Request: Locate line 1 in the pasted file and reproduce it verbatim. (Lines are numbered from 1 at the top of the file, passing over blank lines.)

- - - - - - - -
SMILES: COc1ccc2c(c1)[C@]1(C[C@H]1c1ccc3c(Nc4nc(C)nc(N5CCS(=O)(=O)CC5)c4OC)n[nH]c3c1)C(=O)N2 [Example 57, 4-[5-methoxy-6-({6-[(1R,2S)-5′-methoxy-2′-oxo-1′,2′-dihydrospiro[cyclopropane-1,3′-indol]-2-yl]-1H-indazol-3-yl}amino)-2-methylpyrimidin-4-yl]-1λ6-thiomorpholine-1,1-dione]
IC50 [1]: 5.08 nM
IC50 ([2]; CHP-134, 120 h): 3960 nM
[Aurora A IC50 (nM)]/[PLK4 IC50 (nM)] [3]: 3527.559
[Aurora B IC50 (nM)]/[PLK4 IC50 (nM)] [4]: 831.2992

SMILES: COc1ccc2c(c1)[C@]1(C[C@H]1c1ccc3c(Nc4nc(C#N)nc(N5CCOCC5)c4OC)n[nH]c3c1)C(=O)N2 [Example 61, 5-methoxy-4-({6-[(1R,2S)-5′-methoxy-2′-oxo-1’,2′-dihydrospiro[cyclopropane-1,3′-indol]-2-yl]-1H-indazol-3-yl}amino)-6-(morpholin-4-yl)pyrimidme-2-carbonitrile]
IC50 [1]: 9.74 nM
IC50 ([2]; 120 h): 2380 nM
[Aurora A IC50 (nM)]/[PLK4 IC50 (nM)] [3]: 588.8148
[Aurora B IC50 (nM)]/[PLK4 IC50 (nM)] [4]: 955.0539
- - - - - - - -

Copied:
SMILES: COc1ccc2c(c1)[C@]1(C[C@H]1c1ccc3c(Nc4nc(C)nc(N5CCS(=O)(=O)CC5)c4OC)n[nH]c3c1)C(=O)N2 [Example 57, 4-[5-methoxy-6-({6-[(1R,2S)-5′-methoxy-2′-oxo-1′,2′-dihydrospiro[cyclopropane-1,3′-indol]-2-yl]-1H-indazol-3-yl}amino)-2-methylpyrimidin-4-yl]-1λ6-thiomorpholine-1,1-dione]